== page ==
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Hon. Chester Pike, a prominent citizen of Sullivan County, New Hampshire, residing in Cornish, his native town, was born July 30, 1829, son of Ebenezer and Judith (Bryant) Pike. On both his father’s and his mother’s side he is descended from distinguished ancestry, and from families that have been conspicuous, not only in the history of New Hampshire, but in the history of the nation. His grandfather Pike was born in Newbury, Mass., and came to Cornish in early manhood, the first of the name to settle here. He bought a farm and a mill on Blow-me-down Brook, and devoted himself to farming and to carrying on the mill. He married Mary Marcy, of Hartland, Vt.; and they had three children-Ebenezer, Chester (first), and Pliny. Chester, first, who never married, died in Northumberland when about thirty-five years of age. Pliny Pike was a farmer of Cornish, and died in that town at the age of seventy years.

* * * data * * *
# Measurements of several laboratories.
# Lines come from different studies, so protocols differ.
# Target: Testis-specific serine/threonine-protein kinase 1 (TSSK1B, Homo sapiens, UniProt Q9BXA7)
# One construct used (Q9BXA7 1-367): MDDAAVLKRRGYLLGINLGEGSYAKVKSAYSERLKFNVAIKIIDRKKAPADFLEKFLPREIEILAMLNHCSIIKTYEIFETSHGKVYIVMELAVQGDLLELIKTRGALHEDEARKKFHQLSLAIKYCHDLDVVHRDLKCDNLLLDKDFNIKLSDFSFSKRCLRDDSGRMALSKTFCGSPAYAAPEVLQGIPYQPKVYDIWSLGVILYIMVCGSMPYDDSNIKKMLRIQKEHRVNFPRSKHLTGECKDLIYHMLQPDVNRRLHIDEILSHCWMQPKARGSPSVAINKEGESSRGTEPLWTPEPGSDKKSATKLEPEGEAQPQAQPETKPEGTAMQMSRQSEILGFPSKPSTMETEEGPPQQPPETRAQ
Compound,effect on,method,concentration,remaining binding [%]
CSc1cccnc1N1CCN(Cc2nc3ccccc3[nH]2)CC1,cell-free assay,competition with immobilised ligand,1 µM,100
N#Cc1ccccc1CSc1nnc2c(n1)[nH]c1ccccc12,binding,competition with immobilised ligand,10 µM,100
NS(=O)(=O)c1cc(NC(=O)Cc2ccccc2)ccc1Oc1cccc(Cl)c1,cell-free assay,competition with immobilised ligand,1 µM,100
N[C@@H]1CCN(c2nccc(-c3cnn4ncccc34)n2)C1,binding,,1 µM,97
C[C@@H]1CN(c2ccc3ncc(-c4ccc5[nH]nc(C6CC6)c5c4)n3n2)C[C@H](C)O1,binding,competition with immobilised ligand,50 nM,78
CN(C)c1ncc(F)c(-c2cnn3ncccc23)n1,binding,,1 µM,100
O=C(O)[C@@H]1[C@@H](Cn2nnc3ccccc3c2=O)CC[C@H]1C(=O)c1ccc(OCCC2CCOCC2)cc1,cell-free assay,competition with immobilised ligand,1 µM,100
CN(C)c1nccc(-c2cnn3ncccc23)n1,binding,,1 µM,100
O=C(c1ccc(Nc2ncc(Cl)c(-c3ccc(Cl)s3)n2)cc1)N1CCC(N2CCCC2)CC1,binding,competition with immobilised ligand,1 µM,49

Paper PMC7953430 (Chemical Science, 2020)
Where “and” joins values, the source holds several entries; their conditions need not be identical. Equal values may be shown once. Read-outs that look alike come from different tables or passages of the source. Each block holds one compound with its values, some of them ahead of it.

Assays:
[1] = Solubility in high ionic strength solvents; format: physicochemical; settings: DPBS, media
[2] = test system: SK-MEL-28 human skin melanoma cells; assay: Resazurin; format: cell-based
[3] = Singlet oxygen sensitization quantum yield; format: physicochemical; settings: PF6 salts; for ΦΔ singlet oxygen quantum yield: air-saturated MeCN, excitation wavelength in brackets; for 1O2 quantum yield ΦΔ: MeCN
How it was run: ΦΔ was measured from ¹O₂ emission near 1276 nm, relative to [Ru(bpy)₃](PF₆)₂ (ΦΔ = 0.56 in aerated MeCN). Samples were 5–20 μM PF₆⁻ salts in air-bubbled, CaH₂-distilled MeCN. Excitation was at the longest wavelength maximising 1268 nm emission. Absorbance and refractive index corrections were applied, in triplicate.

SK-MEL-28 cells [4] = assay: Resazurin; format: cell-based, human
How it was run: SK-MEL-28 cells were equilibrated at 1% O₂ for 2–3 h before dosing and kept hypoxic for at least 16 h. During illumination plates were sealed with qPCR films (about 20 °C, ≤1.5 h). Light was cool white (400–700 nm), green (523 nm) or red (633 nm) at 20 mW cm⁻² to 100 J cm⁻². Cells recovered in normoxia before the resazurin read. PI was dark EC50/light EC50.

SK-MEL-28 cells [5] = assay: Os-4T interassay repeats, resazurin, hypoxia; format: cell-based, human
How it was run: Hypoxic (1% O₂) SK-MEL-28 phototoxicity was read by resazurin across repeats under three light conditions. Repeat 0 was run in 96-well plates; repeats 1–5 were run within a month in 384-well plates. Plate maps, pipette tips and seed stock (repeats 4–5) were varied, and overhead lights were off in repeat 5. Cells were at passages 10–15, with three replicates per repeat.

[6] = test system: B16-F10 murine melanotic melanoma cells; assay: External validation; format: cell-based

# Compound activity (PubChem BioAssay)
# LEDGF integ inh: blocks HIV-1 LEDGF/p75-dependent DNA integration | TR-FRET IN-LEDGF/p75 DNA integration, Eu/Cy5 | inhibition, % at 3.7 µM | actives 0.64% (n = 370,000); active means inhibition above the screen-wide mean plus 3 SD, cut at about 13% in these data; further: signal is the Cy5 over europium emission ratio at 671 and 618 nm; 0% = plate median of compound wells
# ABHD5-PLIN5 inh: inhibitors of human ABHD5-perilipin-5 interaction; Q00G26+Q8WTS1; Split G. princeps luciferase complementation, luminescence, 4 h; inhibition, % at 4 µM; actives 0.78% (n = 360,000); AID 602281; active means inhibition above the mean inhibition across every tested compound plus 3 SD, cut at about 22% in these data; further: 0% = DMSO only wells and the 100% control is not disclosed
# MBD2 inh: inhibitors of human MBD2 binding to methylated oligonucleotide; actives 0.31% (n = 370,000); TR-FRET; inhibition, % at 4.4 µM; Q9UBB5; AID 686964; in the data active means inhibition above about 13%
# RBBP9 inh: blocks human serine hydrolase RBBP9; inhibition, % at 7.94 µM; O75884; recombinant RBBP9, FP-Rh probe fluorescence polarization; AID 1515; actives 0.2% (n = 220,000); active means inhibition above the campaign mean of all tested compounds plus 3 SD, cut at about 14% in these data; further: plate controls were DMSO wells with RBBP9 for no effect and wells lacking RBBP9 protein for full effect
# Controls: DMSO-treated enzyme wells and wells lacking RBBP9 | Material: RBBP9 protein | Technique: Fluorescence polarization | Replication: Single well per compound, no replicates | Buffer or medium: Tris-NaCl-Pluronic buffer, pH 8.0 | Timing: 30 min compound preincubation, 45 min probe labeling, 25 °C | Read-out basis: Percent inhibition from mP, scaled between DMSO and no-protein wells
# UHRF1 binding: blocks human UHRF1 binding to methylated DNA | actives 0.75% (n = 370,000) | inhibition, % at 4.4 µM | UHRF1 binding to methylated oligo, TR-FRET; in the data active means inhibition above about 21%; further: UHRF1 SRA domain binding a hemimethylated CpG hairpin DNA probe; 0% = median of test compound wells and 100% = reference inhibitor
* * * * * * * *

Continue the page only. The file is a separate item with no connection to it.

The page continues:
Ebenezer, father of the subject of this sketch, was born in Cornish in 1788, and died in 1862. After completing his studies at school, he purchased and carried on one of the largest stock-raising farms in the county, raising thoroughbred horses for the Boston market. With the exception of Mr. Wainwright, of Vermont, no one else of his time Mr. Ebenezer Pike was always alert to make a good bargain. He traded horses then as well as jack-knives and other boyish knickknacks, and this natural business ability was the foundation of his success in life. In politics he was a Whig, but was not ambitious for political honors, and did not meddle in public affairs, his large business interests being sufficient to absorb his entire time. His wife, Judith, daughter of Captain Sylvanus and Sarah Chase Bryant, of Cornish, bore him two children-Chester and John B.